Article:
To do this they have borrowed heavily in places both from other peoples' styles, familiar blues scales and from more mainstream emotions. A bit of Arcade Fire, a bit of Sex Pistols...This makes In Rainbows an all together more humble, second-hand, worn in record. And with that in mind I name Bodysnatchers, with its collage of influences, the finest track.
on 1 April 2008
Music is undoubtedly a subjective and personal appreciation. There have always been and always will be, bands that people either love or hate. Even Radiohead will have their detractors but I honestly believe that if you are a true fan of music that continually evolves and progresses, then you must surely admire this band. I think "In Rainbows" is fantastic and it just keeps growing on me. The compositional skills and structuring of the songs for a band of Radiohead's long standing, demonstrate a remarkable level of freshness and inspiration. There are some low scores and absurdly negative comments in the review section and even some high scores where reviewers have indicated great music but suggested it is nothing new compared to the band's previous releases. I do not expect everyone to automatically love Radiohead but let's face it "In Rainbows" is a great achievement and in the years to come will be regarded as a classic.
on 17 February 2008
I consider myself a Radiohead fan, even though before this album I'd not actually bought any of theirs, though I had borrowed one from my father - the fantastic Kid A - and was aware of a lot of the rest of their work. However, with the release of In Rainbows I decided it was time to start building up my collection and started with this one. I was very glad I did.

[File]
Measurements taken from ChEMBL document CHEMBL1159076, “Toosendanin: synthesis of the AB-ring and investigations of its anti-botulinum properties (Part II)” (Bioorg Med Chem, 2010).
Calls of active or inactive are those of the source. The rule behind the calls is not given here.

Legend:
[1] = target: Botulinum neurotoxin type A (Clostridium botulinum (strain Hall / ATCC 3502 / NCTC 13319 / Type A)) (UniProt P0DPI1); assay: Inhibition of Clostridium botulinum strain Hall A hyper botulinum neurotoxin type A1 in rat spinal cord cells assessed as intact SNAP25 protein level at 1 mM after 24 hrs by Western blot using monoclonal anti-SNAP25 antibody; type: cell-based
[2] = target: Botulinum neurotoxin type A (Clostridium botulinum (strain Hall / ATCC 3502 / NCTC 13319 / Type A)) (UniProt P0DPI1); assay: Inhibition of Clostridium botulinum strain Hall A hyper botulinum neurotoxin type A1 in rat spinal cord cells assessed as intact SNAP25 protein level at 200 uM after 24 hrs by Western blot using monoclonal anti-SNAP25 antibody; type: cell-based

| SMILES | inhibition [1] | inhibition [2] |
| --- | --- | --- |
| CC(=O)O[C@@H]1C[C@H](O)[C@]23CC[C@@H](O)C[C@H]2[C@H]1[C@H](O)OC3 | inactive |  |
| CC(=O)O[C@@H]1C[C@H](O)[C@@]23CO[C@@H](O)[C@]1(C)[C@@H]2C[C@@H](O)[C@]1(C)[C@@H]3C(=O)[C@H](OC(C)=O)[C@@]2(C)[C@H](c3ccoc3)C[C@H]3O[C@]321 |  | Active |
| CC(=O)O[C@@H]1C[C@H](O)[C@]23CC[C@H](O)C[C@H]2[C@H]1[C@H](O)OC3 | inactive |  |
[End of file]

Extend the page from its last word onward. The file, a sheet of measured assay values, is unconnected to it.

My favourite Radiohead song is actually Exit Music (For A Film). Since discovering that song, actually during the film Romeo and Juliet (I know) I've not found a song which has the ability to directly enter my soul and fill me with what, let's face it, is essentially despair. That was, until this album and several of the songs on it.
I'd like to start with Thom Yorke. His voice is what makes the band for me. I'm not even sure quite how to describe it but he has an ability to put such emotion and convey so much through his words. It's one of the few bands which has the power to actually make me feel something and really feel it - not just sadness or happiness or whatnot, which most bands can do, but a whole range of stuff like despair and hope and so on. I nearly cried when my brother told me that Mika was better because he expressed his emotions very well.
The melodies are beautiful, the lyrics are interesting and deep and all in all, this is an album full of great songs. I'd like to particularly note Weird Fishes, Videotape and 15 Steps. Of course, there are always people who hate Radiohead because they're 'depressing'. Which they are. "2am music" as my friend calls them. Therefore, if you are the type of person that prefers cheerful happy music, Radiohead are totally not your band. But if you can cope with that, then you'll love this band.